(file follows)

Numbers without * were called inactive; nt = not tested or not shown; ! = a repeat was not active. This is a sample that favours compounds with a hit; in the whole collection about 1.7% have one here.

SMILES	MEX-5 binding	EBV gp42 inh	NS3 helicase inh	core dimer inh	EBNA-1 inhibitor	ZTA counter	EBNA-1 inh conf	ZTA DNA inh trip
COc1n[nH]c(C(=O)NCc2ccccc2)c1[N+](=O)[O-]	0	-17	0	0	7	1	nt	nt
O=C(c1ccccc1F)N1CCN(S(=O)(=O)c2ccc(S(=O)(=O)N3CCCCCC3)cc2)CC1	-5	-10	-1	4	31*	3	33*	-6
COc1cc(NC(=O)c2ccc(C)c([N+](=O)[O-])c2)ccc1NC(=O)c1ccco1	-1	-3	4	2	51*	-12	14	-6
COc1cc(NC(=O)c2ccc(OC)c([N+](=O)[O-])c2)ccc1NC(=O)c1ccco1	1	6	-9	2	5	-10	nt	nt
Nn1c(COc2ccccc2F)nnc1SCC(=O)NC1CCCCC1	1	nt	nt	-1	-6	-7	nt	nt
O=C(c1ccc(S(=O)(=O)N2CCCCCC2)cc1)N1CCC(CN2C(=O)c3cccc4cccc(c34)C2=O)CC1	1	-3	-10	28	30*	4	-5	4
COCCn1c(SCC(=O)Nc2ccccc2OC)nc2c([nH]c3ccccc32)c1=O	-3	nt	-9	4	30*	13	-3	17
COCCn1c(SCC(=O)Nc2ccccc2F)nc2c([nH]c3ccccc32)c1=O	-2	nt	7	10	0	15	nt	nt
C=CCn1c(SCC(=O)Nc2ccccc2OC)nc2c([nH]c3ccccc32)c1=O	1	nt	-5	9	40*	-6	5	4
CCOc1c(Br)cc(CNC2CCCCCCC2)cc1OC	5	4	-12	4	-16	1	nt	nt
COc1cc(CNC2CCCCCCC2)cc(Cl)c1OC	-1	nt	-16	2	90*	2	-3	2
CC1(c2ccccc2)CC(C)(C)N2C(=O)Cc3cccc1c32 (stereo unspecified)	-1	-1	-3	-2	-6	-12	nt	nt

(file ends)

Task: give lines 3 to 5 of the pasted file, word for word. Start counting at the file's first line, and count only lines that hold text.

COc1n[nH]c(C(=O)NCc2ccccc2)c1[N+](=O)[O-]	0	-17	0	0	7	1	nt	nt
O=C(c1ccccc1F)N1CCN(S(=O)(=O)c2ccc(S(=O)(=O)N3CCCCCC3)cc2)CC1	-5	-10	-1	4	31*	3	33*	-6
COc1cc(NC(=O)c2ccc(C)c([N+](=O)[O-])c2)ccc1NC(=O)c1ccco1	-1	-3	4	2	51*	-12	14	-6